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Hong Kong Considers Sharing of Consumer Mortgage Data with Credit Providers

24 January 2011

The Hong Kong financial services industry (as represented by the Consumer Credit Forum (the "CCF") with support from Hong Kong's financial regulator, the Hong Kong Monetary Authority ("HKMA"), have recently issued proposals to widen the scope of the current credit data sharing scheme in Hong Kong, in order to allow additional mortgage data of consumers to be shared among credit providers (the "Proposals"). If the Proposals are accepted, it will be necessary to amend the Code of Practice on Consumer Credit Data (the "Code of Practice") issued by the Privacy Commissioner for Personal Data (the "Commissioner") under the Personal Data (Privacy) Ordinance (the "Ordinance").

On 5 January 2011, the Commissioner issued a consultation paper to seek public comment on the Proposals. The public are invited to submit comments on the Proposals and the related privacy implications by 8 February 2011. 

Sharing of credit data under the current Code of Practice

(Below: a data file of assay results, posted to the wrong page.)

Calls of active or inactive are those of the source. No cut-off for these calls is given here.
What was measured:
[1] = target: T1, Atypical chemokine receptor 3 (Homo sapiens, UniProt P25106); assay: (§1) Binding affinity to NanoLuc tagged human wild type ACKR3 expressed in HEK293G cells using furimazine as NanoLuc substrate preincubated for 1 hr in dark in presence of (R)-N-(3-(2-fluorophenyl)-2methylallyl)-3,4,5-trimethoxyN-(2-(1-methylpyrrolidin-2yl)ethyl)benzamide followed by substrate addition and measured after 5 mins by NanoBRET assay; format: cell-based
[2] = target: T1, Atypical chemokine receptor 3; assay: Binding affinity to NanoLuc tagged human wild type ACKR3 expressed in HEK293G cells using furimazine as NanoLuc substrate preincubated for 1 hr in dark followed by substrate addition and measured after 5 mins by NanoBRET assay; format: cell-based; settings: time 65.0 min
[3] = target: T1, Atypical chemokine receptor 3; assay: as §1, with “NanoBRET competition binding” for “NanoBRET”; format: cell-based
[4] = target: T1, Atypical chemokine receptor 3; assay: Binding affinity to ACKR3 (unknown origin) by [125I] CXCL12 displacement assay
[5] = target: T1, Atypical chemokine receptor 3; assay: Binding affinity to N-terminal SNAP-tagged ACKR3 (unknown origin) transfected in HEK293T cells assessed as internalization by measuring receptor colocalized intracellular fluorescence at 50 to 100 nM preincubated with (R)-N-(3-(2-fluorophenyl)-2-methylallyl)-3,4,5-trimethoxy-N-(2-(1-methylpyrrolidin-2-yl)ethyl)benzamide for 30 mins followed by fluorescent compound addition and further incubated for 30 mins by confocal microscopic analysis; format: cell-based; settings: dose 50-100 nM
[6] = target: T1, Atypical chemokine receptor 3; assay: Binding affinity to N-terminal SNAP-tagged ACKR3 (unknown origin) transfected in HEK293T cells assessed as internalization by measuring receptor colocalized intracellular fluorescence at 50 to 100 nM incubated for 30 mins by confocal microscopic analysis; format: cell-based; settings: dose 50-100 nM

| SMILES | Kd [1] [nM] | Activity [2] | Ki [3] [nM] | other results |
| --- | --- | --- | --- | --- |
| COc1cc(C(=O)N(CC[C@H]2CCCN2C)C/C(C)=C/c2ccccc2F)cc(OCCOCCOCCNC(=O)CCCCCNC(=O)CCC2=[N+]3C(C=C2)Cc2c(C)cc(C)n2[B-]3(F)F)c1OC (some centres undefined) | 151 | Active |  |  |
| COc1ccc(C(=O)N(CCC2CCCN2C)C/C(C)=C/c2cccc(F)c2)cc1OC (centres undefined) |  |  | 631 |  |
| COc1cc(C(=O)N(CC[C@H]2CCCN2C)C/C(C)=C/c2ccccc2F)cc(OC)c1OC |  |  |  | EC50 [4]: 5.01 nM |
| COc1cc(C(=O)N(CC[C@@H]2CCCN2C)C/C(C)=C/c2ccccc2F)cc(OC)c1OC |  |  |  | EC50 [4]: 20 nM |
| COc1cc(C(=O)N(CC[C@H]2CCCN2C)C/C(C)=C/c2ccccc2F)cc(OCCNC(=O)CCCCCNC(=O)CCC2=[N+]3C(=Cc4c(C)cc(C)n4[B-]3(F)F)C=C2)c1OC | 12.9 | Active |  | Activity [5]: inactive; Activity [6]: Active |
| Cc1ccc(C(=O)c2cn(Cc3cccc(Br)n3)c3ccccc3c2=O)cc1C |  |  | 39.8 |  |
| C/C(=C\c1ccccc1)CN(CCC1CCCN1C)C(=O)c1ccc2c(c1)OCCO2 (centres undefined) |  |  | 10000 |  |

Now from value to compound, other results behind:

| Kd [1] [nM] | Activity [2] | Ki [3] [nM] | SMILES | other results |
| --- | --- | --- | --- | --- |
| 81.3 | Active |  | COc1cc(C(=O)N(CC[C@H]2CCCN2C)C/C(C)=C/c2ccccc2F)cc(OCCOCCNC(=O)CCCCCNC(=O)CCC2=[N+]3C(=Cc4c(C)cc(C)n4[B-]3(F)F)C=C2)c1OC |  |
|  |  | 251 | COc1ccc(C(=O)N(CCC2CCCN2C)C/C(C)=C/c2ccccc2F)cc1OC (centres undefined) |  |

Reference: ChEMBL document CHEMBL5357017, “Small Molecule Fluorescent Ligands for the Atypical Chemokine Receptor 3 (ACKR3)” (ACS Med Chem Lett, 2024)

The Code of Practice was issued by the Commissioner in February 1998 to govern the sharing and use of consumer credit data by credit providers through a credit reference agency ("CRA"); to provide practical guidance to credit data users in the handling of consumer credit data; and to protect the personal data privacy interests of consumers. The Code of Practice was amended in 2003 to introduce the sharing of positive credit data in some circumstances.

Consumer credit data refers to personal data of an individual collected by a credit provider in connection with the provision of consumer credit, relating to the individual's consumer credit transactions ("Credit Data").